Looking ahead to next year: options for classwork for first grader reading above a fourth grade level - Mothering Forums

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#1 of 26 Old 07-27-2010, 04:28 PM - Thread Starter
 
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To begin with...I am of the opinion that DD needs "more" in various subjects, not just reading. However, she has not been tested yet (long story there) and her math abilities are not as obvious. Her reading abilities, however, are both very obvious and acknowledged by the school. So...we're going to start there, YK?

She is going into first. As of now, she is able to read books at the 4th grade level aloud flawlessly and with expression and excellent comprehension; when we get to the 5th grade-7th grade level, she is more at an instructional level, with some mispronunciations (often she has a good idea what the word means). She tends to read more at the 3rd/4th level for pleasure, but sometimes will read independently at more of a 5th-7th grade level if she enjoys the book. So I guess I'd say she is 4th grade level +.

Her writing is also advanced, but I would say more like 2nd grade level. She spells really well and writes complex sentences, but tires fairly fast and does not punctuate very well yet. The writing seems like less of an issue to me, since she can just write more for assignments (am I wrong?) and will tend to do so anyway.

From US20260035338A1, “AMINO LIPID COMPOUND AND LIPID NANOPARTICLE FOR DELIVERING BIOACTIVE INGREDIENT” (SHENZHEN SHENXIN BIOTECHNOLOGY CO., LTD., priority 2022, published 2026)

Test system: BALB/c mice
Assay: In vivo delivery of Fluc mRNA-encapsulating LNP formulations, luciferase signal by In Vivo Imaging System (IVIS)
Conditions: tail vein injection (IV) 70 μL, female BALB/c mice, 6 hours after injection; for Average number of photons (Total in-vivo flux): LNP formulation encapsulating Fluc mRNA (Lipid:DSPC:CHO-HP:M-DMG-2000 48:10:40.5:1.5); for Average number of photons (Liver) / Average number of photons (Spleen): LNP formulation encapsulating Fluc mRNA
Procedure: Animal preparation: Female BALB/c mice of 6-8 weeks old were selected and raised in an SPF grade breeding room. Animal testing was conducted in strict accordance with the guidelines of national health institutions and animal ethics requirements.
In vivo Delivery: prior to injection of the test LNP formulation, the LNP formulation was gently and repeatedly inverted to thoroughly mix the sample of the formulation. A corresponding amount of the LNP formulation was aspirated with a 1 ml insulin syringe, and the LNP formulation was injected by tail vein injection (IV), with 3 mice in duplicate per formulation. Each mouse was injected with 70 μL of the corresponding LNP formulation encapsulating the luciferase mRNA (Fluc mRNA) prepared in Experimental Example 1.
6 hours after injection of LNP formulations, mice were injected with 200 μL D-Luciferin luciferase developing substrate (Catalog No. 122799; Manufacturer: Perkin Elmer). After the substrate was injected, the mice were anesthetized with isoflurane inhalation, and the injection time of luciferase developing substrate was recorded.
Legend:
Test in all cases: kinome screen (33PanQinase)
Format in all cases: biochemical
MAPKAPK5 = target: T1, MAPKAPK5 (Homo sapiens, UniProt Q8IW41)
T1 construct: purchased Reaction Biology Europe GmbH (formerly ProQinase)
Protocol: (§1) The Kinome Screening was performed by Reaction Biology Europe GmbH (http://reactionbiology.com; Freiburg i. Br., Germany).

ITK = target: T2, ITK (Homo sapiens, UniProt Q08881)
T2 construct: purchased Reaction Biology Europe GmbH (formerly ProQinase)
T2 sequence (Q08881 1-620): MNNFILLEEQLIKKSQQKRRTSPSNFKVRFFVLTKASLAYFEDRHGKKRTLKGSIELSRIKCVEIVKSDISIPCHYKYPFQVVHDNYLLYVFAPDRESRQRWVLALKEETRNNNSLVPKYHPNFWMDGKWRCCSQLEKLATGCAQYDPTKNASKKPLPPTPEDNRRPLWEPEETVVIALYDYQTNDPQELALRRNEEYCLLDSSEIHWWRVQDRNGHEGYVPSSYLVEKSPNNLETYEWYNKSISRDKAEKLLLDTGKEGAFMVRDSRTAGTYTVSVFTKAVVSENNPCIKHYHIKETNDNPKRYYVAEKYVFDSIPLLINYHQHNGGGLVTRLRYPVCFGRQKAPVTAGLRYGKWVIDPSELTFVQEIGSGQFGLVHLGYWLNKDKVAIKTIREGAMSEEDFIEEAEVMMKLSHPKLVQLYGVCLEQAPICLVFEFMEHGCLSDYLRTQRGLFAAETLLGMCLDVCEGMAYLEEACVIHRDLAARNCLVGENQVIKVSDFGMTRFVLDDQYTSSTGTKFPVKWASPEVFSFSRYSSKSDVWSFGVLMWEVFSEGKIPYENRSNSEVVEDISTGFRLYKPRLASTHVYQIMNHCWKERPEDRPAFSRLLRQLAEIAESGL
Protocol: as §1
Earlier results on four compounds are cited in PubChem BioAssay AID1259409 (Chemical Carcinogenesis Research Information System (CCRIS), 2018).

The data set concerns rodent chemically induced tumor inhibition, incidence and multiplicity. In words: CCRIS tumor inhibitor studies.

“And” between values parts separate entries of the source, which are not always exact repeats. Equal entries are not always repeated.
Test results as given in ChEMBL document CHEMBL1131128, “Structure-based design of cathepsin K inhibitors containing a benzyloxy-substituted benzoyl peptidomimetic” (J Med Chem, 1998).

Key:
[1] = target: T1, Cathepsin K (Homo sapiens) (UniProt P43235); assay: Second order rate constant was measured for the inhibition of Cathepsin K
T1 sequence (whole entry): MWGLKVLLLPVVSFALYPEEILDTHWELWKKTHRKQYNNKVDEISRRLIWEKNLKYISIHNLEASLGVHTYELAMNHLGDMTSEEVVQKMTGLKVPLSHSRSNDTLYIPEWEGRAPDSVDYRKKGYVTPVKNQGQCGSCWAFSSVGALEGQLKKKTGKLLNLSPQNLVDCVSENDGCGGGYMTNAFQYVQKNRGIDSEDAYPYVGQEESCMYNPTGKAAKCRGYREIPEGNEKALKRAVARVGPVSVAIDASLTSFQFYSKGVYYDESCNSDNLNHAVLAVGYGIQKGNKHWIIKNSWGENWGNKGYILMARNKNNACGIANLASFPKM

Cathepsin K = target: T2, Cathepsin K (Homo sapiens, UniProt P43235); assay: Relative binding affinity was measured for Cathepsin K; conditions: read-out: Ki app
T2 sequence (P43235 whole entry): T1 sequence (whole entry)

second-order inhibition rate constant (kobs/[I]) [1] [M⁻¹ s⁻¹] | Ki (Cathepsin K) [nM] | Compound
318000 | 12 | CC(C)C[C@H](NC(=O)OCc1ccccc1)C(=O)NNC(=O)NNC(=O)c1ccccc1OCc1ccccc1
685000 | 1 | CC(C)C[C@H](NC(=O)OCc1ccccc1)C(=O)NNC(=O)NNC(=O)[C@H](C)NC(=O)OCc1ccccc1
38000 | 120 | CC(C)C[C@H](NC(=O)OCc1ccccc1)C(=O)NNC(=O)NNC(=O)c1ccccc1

I think they are willing to do some accommodations but would like some suggestions on what to do with her. If I come in with ideas, preferably ideas that are easy to implement, that would help. Her class is very small (13 kids). I am not sure if they do Accelerated Reader or not. I would like to hear from people who have BTDT.

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#2 of 26 Old 07-27-2010, 05:19 PM
 
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To clarify, a trained teacher with a class of *13* is looking to the parent for curriculum support and ideas?

IME with my two verbally/LA advanced kids, they really didn't need a whole lot of LA instruction. I wonder if the teacher would look at project-based learning. When we were homeschooling we did a lot of that as it can integrate a lot of curriculum areas and allow a balance between guided instruction and child-directed learning. In a class of 13 this should be easy to administer and it's pedagogically sound.